Rudolph Project

Celebrating NATIONAL AVIATION WEEK - with Paul Rudolph !

A comprehensive designer is interested in (and interested in designing) Everything! Here are two scenes from Frank Lloyd Wright’s Broadacre City proposal—these showing examples of his flying saucer-esque personal helicopters, as well as his curious and intriguing designs for various types of roadsters and ships. Image    courtesy of Wikipedia   .

A comprehensive designer is interested in (and interested in designing) Everything! Here are two scenes from Frank Lloyd Wright’s Broadacre City proposal—these showing examples of his flying saucer-esque personal helicopters, as well as his curious and intriguing designs for various types of roadsters and ships. Image courtesy of Wikipedia.

National Aviation Week got off to a flying start on August 19th—and who better to celebrate it with than Paul Rudolph!

But hold on. Other architects have clear connections with flight. Eero Saarinen, Helmut Jahn, Minoru Yamasaki, I.M. Pei, and SOM (and, most recently, Zaha Hadid) designed some great Modern airport terminals. And Le Corbusier and Wright included aviation imagery (and fantasy) into their manifestos and projections of future living.

Le Corbusier even write a whole book expressing his delight in flight and aircraft—and used them as a symbol for forward-looking thought as well as aesthetics. His book, “Aircraft” came out in 1935, Image courtesy of    Irving Zucker Art Books.

Le Corbusier even write a whole book expressing his delight in flight and aircraft—and used them as a symbol for forward-looking thought as well as aesthetics. His book, “Aircraft” came out in 1935, Image courtesy of Irving Zucker Art Books.

Other futurists incorporated airships into inventive notions of how constrution would proceed in days to come, as in this example from Buckminster Fuller:

This is one of Buckminster Fuller’s many inventive ideas of how we could live and build in the future. He envisioned an airship delivering one of his apartment houses—so efficiently designed that the fully constructed building was light-enough to lift by dirigible—to the site. But the building would be lowered into its foundation only after the ship first dropped an explosive charge to make the hole!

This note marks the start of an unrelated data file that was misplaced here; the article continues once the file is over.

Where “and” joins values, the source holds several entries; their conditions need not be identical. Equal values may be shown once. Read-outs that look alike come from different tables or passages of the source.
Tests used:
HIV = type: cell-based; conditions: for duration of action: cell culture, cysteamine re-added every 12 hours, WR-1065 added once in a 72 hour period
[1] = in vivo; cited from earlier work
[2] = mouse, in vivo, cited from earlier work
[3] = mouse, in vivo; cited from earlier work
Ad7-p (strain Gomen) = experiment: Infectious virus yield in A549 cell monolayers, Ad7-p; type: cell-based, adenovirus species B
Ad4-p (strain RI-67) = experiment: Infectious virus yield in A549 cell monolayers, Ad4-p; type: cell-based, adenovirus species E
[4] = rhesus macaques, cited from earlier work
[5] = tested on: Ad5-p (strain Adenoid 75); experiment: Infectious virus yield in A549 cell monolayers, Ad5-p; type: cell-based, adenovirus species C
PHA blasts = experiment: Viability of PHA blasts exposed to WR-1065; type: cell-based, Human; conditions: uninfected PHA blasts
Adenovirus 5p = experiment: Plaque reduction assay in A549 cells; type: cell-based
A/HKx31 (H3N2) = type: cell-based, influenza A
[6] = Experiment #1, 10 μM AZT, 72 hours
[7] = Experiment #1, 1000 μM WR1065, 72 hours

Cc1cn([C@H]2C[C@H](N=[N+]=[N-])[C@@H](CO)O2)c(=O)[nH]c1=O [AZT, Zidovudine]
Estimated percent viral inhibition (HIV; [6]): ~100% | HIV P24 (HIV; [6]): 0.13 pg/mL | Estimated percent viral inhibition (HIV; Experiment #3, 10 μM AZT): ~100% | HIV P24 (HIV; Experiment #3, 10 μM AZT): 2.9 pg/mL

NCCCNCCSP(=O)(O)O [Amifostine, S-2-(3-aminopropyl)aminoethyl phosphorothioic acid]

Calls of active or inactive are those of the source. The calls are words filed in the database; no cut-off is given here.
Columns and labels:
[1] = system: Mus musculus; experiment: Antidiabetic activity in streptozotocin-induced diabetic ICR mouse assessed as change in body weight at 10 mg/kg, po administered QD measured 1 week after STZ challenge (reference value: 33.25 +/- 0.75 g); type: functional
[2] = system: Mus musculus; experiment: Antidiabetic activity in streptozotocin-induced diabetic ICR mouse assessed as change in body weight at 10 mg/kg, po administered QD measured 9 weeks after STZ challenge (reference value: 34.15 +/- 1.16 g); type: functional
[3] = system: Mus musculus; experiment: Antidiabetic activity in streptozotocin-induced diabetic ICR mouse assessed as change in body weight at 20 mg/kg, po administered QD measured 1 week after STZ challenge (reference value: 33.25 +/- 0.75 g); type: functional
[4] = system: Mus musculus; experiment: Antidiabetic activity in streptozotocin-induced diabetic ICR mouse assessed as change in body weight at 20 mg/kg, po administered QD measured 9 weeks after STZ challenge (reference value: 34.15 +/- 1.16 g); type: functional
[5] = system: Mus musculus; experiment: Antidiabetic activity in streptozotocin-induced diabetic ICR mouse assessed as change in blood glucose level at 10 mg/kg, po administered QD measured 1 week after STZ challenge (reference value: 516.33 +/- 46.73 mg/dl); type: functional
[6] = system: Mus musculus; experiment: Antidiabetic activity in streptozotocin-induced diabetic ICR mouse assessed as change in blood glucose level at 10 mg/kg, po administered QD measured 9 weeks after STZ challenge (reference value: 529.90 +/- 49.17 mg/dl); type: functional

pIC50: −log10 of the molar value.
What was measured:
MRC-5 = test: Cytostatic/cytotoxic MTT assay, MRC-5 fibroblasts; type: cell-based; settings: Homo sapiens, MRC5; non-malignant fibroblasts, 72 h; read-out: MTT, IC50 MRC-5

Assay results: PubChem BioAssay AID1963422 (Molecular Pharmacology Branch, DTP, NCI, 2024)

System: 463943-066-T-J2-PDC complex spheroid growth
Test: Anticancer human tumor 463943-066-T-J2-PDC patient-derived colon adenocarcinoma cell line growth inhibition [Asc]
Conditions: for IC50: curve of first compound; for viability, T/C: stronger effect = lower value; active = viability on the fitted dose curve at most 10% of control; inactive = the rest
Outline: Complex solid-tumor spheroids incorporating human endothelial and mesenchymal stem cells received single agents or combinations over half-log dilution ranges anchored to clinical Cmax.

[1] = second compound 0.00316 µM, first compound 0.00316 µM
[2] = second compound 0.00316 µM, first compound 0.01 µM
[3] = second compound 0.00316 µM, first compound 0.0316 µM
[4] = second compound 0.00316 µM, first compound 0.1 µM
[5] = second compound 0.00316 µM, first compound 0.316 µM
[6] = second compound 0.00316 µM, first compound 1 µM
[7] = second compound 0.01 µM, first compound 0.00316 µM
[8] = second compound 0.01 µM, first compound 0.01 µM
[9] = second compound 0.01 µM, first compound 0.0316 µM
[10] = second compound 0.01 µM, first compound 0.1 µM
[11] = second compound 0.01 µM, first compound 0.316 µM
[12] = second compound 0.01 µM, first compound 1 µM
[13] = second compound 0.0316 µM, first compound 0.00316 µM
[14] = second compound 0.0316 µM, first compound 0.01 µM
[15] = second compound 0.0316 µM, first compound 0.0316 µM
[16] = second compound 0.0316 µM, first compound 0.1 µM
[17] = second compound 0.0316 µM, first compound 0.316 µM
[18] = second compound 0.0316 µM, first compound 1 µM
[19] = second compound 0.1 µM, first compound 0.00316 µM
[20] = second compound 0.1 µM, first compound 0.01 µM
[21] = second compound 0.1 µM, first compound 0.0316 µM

This is one of Buckminster Fuller’s many inventive ideas of how we could live and build in the future. He envisioned an airship delivering one of his apartment houses—so efficiently designed that the fully constructed building was light-enough to lift by dirigible—to the site. But the building would be lowered into its foundation only after the ship first dropped an explosive charge to make the hole!

Rudolph never completed an airport. But he certainly did propose one—and it was a design with strong architectural character and inventive ideas.

Paul Rudolph: The Florida Houses, by Christopher Domin and Christopher King, is an indispensable resource for learning about the first phase of Rudolph’s career. Although the book focuses on his residential designs—the preponderance of the commissions Rudolph was receiving then—it also includes his work on other building types: schools, restaurants, beach clubs, an office building—and an airport.

Rudolph’s site plan , from the mid=1950’s, for a proposed new terminal for the Sarasota-Bradenton Airport in Florida. His terminal building is at the left side of the drawing. Image © The Estate of Paul Rudolph, The Paul Rudolph Heritage Foundation.

Rudolph’s site plan , from the mid=1950’s, for a proposed new terminal for the Sarasota-Bradenton Airport in Florida. His terminal building is at the left side of the drawing. Image © The Estate of Paul Rudolph, The Paul Rudolph Heritage Foundation.

According to Domin’s and King’s book, Rudolph’s proposed terminal would have replaced a “primitive” existing structure, and the new building would have included “…an air traffic control tower, overnight accommodations, eating facilities, and a large swimming pool to accommodate the weary traveler.” Moreover, according to an Architectural Record article of February 1957, “The qualities of lightness and precision felt necessary to an airport have been sought throughout.”—and this was conveyed by the use of open web columns and trusses.

The building, as designed, did not proceed due to budgetary issues—but we can still see that Rudolph was as inspired by aviation as many of the other master architects of his age. So let’s celebrate National Aviation Week with a toast to Paul Rudolph’s aerial aspirations!

An aerial view of the proposed terminal (dramatically drawn in 3 point perspective—a rare technique for Rudolph, or any architect). In this rendering, originally published in Architectural Record, the roof is lifted off in order to reveal the various functional areas of the building. Toward the front is a rather sizable swimming pool (as signaled by the diving board)—a nearly-unknown feature for any airport (but one that might have fit unusually well for this building’s Florida setting). Image © The Estate of Paul Rudolph, The Paul Rudolph Heritage Foundation.

An aerial view of the proposed terminal (dramatically drawn in 3 point perspective—a rare technique for Rudolph, or any architect). In this rendering, originally published in Architectural Record, the roof is lifted off in order to reveal the various functional areas of the building. Toward the front is a rather sizable swimming pool (as signaled by the diving board)—a nearly-unknown feature for any airport (but one that might have fit unusually well for this building’s Florida setting). Image © The Estate of Paul Rudolph, The Paul Rudolph Heritage Foundation.

Rudolph’s rendering of the inside of the main concourse. The double-height space is supported by the kind of trussed structures whose forms were associated with airplane construction—-the high-tech of its time. Yet there are pure architectural grace-notes, like the grand spiraling stair seen at the far-right end of the space, which connects the main floor with the upper galleries. Image © The Estate of Paul Rudolph, The Paul Rudolph Heritage Foundation.